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The road to Mexico City: preparation for the 1984 International Conference on Population.

Heisel DF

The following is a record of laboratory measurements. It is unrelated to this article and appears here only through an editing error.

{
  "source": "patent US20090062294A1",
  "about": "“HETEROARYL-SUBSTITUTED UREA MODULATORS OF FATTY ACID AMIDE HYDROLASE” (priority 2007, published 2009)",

The decision to hold the UN Mexico City Conference on Population was not arrived at without controversy. The mandate of the 1984 Conference was to review progress made over the 10 years following the World Population Conference in Bucharest in 1974, which adopted the World Population Plan of Action. The Plan as not viewed by all parties as a success, but it has continued to be recognized for a decade now as the statement of what can be agreed to at the international level with respect to population. The decision to hold the 1984 Conference was influenced by 1) the view that population questions had become less controversial and that ideological opposition was receding, 2) the feeling among many population specialists that the population issue had lost salience, and 3) the fact that demand for multinational population support began to significantly exceed supply. Developing countries were more strongly in favor of holding the Conference than developed countries, who expressed more reservations; this configuration of support was very different from that of 1974. The final decision was to hold the conference, but it was further decided that the Conference would limit its attention to the Plan's recommendations for action and for implementation. The report reviewing and appraising population trends and policies since the last World Population Conference was based on 4 expert group meetings on 1) fertility and the family, 2) population distribution, migration, and development, 3) population resources, environment, and development, and 4) mortality and health policy. The final report highlights 1) the slowing of economic growth, 2) world population growth rates, 3) new and changing population policies, 4) fertility change, 5) urban growth, 6) foregin employment, and 7) changes in population structure.

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